New York, New York (PRWEB) November 11, 2013
Parker Waichman LLP, a national law firm dedicated to protecting the rights of victims injured by defective drugs and medical devices, notes that, according to a Nov. 11 Bloomberg report, an increasing number of reported deaths, injuries and malfunctions linked to Intuitive Surgical’s da Vinci surgical robot may pressure hospitals to improve training for doctors who perform procedures using the $1.5 million device. This, the Bloomberg article relates, stems from an FDA survey of surgeons that suggests the “complex robot interface was a challenge to master and that physician training was inconsistent.”
At the same time, the U.S. Food and Drug Administration (FDA) received 3,697 adverse event reports for this year through Nov. 3, compared with 1,595 for all of 2012, an FDA official told Bloomberg.
“The FDA data reveals robot-assisted surgeries are resulting in an increase of adverse events. Intuitive Surgical—as well as the hospitals—should consider this as a call to reevaluate current da Vinci training procedures,” says Gary P. Falkowitz, a Managing Attorney at Parker Waichman LLP. “And more importantly, from a patient perspective, it is essential that those undergoing robotic surgery carefully weigh the benefits and risks associated with this type of surgery.”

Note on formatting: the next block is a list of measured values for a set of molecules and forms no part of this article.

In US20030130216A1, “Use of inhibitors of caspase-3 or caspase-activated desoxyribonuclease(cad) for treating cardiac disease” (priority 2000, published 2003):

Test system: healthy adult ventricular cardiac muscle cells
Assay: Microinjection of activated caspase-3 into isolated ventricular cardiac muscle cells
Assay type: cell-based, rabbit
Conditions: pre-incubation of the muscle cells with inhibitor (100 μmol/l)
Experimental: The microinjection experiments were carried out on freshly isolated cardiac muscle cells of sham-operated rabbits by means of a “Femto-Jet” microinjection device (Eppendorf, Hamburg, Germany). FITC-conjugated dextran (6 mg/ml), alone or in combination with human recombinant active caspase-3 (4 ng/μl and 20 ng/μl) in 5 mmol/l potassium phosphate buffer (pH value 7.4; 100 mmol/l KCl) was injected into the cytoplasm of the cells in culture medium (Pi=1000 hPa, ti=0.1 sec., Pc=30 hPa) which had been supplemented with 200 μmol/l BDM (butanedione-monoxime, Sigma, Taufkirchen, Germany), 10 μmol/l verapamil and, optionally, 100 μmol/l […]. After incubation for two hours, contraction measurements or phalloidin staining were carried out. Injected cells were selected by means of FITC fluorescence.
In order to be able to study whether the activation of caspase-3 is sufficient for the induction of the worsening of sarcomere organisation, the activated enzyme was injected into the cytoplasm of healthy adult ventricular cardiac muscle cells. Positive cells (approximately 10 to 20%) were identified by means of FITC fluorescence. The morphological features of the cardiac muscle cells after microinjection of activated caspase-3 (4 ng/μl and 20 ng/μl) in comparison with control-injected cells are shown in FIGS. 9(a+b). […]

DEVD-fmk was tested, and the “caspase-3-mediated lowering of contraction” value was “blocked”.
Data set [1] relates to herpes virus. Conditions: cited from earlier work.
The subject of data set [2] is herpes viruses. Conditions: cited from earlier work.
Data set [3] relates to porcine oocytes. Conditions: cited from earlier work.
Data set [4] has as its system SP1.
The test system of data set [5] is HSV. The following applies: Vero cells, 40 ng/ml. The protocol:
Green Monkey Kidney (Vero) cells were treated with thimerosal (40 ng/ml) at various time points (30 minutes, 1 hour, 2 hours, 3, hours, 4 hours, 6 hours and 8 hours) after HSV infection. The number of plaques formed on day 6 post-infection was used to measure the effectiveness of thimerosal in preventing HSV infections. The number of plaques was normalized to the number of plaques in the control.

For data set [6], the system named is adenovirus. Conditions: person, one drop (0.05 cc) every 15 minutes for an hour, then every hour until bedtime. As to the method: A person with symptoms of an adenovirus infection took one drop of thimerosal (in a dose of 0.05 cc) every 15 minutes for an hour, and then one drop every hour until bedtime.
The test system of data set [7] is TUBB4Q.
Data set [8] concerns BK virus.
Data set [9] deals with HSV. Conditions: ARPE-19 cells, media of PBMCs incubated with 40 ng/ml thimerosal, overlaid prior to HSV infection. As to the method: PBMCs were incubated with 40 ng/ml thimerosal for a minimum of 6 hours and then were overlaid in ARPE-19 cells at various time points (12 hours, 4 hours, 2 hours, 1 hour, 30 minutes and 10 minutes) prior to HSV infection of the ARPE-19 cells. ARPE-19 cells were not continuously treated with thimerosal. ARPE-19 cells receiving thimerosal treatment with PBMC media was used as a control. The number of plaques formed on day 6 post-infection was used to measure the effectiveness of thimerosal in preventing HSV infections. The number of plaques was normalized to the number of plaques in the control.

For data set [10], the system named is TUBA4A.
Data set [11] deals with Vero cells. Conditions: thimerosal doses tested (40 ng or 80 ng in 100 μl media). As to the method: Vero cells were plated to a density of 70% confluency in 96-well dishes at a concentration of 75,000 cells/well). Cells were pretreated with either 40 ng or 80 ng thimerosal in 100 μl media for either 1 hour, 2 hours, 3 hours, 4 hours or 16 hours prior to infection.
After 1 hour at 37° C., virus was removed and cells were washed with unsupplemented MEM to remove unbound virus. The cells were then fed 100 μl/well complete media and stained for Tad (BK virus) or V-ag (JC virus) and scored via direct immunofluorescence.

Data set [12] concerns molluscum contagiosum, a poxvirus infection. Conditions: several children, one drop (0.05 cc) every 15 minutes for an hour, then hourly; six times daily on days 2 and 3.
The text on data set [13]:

The doctor survey, released by the FDA on Nov. 8, included 11 surgeons, each of whom has performed between 70 and 600 robot surgeries, Bloomberg reported, noting that the physicians, who weren’t identified, reported the robots have brought about a diverse range of patient problems, including reversible limb palsy, temporary nerve damage, perforated bowels, and peripheral vision loss.
Intuitive has faced scrutiny this year over the marketin
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